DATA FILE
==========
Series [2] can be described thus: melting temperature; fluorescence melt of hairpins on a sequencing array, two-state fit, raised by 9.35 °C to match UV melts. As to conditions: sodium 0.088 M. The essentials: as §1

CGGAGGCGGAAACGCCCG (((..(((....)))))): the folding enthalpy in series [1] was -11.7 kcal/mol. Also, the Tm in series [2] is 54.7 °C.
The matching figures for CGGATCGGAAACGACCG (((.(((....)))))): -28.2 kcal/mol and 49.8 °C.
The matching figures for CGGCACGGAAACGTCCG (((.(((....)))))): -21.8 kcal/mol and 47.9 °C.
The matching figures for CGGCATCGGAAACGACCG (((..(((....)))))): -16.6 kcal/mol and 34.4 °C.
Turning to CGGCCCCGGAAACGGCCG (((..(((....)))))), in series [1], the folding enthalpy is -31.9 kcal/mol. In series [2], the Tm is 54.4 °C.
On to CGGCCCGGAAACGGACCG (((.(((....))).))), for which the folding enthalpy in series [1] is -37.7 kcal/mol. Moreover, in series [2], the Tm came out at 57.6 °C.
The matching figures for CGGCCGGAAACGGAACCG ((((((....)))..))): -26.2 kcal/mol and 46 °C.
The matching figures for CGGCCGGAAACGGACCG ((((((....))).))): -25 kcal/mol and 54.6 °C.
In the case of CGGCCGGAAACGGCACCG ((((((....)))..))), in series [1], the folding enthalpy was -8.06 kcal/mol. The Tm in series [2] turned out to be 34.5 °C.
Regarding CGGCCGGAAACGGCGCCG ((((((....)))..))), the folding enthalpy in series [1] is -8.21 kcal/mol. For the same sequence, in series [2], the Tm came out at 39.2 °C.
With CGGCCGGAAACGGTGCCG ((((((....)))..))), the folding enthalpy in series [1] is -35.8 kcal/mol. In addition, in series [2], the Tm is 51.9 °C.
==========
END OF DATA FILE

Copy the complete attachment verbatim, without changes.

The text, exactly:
Series [2] can be described thus: melting temperature; fluorescence melt of hairpins on a sequencing array, two-state fit, raised by 9.35 °C to match UV melts. As to conditions: sodium 0.088 M. The essentials: as §1

CGGAGGCGGAAACGCCCG (((..(((....)))))): the folding enthalpy in series [1] was -11.7 kcal/mol. Also, the Tm in series [2] is 54.7 °C.
The matching figures for CGGATCGGAAACGACCG (((.(((....)))))): -28.2 kcal/mol and 49.8 °C.
The matching figures for CGGCACGGAAACGTCCG (((.(((....)))))): -21.8 kcal/mol and 47.9 °C.
The matching figures for CGGCATCGGAAACGACCG (((..(((....)))))): -16.6 kcal/mol and 34.4 °C.
Turning to CGGCCCCGGAAACGGCCG (((..(((....)))))), in series [1], the folding enthalpy is -31.9 kcal/mol. In series [2], the Tm is 54.4 °C.
On to CGGCCCGGAAACGGACCG (((.(((....))).))), for which the folding enthalpy in series [1] is -37.7 kcal/mol. Moreover, in series [2], the Tm came out at 57.6 °C.
The matching figures for CGGCCGGAAACGGAACCG ((((((....)))..))): -26.2 kcal/mol and 46 °C.
The matching figures for CGGCCGGAAACGGACCG ((((((....))).))): -25 kcal/mol and 54.6 °C.
In the case of CGGCCGGAAACGGCACCG ((((((....)))..))), in series [1], the folding enthalpy was -8.06 kcal/mol. The Tm in series [2] turned out to be 34.5 °C.
Regarding CGGCCGGAAACGGCGCCG ((((((....)))..))), the folding enthalpy in series [1] is -8.21 kcal/mol. For the same sequence, in series [2], the Tm came out at 39.2 °C.
With CGGCCGGAAACGGTGCCG ((((((....)))..))), the folding enthalpy in series [1] is -35.8 kcal/mol. In addition, in series [2], the Tm is 51.9 °C.